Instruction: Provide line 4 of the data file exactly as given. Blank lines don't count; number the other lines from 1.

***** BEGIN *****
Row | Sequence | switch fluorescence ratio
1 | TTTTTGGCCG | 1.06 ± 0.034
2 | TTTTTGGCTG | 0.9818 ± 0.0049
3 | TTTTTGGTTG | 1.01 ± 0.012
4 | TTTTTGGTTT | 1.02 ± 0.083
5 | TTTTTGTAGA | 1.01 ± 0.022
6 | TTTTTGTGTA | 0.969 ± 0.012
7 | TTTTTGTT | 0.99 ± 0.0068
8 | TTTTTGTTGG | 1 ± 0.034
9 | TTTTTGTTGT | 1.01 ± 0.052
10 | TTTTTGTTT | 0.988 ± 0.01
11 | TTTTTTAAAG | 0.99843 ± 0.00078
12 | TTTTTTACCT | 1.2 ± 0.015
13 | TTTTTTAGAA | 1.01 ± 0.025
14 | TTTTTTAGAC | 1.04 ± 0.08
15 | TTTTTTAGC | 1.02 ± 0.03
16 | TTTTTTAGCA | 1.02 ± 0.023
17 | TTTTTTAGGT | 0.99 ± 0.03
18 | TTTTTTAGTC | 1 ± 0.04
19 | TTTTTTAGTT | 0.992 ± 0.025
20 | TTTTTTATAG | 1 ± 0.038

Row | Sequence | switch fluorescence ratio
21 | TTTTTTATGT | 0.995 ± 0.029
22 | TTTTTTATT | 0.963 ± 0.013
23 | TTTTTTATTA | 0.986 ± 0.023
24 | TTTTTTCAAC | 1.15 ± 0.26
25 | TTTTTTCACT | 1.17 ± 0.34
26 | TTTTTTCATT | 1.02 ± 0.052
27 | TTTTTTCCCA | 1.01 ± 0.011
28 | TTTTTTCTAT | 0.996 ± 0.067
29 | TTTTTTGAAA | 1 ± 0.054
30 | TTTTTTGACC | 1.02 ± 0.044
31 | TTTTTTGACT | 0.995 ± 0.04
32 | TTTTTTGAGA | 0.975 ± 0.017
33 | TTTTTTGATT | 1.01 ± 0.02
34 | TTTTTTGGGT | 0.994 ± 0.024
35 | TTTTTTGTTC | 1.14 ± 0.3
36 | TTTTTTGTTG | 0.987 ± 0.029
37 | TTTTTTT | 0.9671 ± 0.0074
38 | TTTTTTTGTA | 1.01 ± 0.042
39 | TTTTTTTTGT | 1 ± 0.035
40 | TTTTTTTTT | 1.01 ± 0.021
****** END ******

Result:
3 | TTTTTGGTTG | 1.01 ± 0.012